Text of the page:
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There are many different departments in a book publisher, all with different functions.

If youre looking
to get your first job in book publishing, or looking to publish a book and are curious, heres an overview
of the major moving parts of a book publishers organization. Though each book publisher or
publishing imprint is organized slightly differently, these are the most typical departments within the
publisher, and the general duties of each.

Publisher

The publisher is the acknowledged strategic leader of the house, setting the vision and tone for the
publishing house or imprint and overseeing the entire operation, the publication of a list of titles from
acquisition through sales.

Editorial Department

The book publishers editors perform all the duties necessary to acquire and edit books and see them
through to publication, including dealing with literary agents, authors, and interfacing with the breadth
of the book publishers other staff. Read more about the different positions within the editorial
department.

Contracts Department & Legal Department

As book publishing is a business of intellectual property, the individual authors contracts are a
critical, legal element in the publishing process and, therefore, the contracts department is key, working
with the editors and literary agents to negotiate the terms. In addition, as there are liabilities attached
to writing about many subjectslike celebrity tell-allsand the legal department ensures that the
publishing house is protected against potential lawsuits that might arise from sensitive material.

Managing Editorial and Production

The managing editor and his or her staff are responsible for the workflow of the manuscript and art
from editorial through production. Managing editorial works with both the editors and production to
keep a close eye on the schedule, for not only the finished book product but for advanced materials
such as ARCs that sales or publicity might need in order to generate interest in the books from
booksellers or the media.

Creative Departments

The jacket art department is critical to the book publishing process, as the art director and his or her
staff of designers create the cover that, along with the books title, forms the first, important consumer
impression of the book. In other words, they create the cover by which the book is indeed judged.
Generally speaking, different designers create the book interiors. The promotion art department is
responsible for designing the seasonal publisher catalogs, book marketing campaigns, and other
materials.
Sales

The various sales departments are, of course, critical to getting books to market and into other formats
and media and are important enough to warrant their own article.

Subsidiary Rights

The "sub rights" department sells the contractual rights to use the content of books in a variety of
forms, from foreign translations to motion pictures. Read about subsidiary rights sales.

Marketing, Promotion, and Advertising

The marketing department is responsible for marketing strategy for the individual books, as well as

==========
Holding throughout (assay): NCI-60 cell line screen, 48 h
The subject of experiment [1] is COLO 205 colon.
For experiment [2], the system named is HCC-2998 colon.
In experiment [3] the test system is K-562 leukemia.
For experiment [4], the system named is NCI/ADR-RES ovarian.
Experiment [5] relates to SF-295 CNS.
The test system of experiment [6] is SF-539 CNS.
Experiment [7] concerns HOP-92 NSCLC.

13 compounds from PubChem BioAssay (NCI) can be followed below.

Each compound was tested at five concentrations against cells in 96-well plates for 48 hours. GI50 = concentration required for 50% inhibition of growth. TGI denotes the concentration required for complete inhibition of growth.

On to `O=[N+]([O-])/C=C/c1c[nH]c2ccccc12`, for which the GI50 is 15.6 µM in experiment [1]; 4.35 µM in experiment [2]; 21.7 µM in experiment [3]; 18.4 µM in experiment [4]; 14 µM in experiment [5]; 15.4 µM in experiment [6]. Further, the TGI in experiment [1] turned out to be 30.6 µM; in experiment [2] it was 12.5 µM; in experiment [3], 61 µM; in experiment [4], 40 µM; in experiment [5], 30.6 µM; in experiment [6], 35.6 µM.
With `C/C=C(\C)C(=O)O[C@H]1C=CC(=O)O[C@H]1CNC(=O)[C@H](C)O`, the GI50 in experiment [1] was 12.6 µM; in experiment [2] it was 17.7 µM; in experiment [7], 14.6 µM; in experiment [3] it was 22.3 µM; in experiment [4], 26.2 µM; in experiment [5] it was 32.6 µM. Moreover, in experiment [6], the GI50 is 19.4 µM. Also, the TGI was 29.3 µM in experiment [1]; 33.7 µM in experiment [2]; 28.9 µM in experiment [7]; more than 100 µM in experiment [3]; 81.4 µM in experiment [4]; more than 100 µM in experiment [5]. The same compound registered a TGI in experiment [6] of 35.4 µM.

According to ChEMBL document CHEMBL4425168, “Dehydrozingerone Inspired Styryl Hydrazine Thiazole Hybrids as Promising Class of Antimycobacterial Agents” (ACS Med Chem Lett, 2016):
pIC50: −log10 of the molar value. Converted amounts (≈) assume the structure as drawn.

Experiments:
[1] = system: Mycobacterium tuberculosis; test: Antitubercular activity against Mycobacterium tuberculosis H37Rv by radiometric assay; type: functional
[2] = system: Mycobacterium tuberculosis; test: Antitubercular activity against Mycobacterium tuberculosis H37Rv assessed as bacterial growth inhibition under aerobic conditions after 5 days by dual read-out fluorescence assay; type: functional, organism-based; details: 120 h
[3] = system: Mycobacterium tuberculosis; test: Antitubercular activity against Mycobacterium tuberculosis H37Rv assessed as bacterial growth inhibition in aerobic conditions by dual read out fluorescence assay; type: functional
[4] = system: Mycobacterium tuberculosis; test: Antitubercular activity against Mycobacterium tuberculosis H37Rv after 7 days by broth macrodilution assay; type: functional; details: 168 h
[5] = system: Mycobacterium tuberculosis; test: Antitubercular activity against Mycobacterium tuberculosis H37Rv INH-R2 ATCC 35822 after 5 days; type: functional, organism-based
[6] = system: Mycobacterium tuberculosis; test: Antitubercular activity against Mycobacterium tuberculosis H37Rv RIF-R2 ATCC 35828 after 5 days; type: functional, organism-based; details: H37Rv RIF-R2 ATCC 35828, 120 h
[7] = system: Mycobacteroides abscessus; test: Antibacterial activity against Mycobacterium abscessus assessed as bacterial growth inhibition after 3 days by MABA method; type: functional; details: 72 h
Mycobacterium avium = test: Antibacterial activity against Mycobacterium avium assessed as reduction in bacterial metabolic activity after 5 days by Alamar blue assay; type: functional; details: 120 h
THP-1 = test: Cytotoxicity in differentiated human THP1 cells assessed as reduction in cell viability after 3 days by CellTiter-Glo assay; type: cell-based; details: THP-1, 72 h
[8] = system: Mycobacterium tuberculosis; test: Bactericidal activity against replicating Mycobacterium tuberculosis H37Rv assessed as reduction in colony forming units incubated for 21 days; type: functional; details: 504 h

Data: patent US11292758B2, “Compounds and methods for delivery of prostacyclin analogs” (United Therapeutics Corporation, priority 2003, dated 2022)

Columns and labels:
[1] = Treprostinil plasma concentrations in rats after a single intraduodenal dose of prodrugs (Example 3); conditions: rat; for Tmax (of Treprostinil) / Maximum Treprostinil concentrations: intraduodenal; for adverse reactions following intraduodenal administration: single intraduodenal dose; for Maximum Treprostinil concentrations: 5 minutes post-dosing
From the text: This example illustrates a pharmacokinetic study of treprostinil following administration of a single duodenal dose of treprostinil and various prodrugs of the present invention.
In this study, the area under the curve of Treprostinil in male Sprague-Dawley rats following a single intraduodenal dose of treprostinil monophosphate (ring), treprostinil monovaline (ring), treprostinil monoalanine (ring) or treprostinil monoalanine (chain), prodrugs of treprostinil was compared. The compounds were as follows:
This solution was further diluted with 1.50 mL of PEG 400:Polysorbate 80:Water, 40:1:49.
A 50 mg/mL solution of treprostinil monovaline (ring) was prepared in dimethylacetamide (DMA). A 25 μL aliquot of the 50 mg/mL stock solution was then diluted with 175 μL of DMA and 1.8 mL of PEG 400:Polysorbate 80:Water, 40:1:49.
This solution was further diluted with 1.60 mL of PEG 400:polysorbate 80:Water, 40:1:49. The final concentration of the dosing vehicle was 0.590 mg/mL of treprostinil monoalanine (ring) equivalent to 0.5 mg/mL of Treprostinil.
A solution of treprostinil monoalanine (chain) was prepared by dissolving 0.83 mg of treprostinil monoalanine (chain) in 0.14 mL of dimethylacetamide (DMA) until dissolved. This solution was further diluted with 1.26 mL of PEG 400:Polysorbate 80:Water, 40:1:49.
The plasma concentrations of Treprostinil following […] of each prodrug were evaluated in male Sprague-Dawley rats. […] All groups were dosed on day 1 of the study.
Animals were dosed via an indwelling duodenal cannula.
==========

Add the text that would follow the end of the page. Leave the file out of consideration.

coordinating the efforts of the promotion art department, which is generally responsible for the design
and production of marketing materials. The marketing department also works closing with advertising
(either in-house or with an ad agency) to create ads, as dictated by budget and strategy, for individual or
lists of titles.

Social media marketing efforts sometimes fall under title marketing, sometimes in a more general online
marketing department.

Publicity

The publicity department is responsible for reaching out to the media (print, radio, television, etc.) to
gain exposure for individual titles. For most houses, setting up book signings and book tours also falls to
the publicity department. Outreach to bloggers sometimes falls under publicity, sometimes under
marketing.

Publisher Website Maintenance

Each publishing house and/or imprint maintains its own website with booklists, author information, etc.
(Other sites maintained for promotional purposes, such as individual author sites generally fall wholly
under marketing," though note that most author websites are developed and maintained by the
author). In addition to book-centric functions, publishing houses share the same sorts of departments as
any large business entity, such as:

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Finance and Accounting

Each book has its own P&L (profit and loss statement), and the finance department monitors this, as
well as expenses, etc.
IT (Information Technology)

In todays offices, the tech guys are indispensable, and it's no different in a publishing house.

Human Resources

The HR department assists with the recruitment and hiring of talent, as well as benefits, and other issues
pertaining to the employees of the publishing house.

Background

2. A book can be broadly defined as a written document of at least 49 text pages that communicates
thoughts, ideas, oral information. Throughout the ages, books have changed dramatically, assuming a
number of different forms. To a great extent, the evolution of the book has followed the expansion of
communication forms and methods and the ever-increasing demand for information.

The first known forms of written documentation were the clay tablet of Mesopotamia and the papyrus
roll of Egypt. Examples of both date back as early as 3000 B.C. Independent of these developments were
Chinese books, made of wood or bamboo strips bound together with cords. These books dated back to
1300 B.C.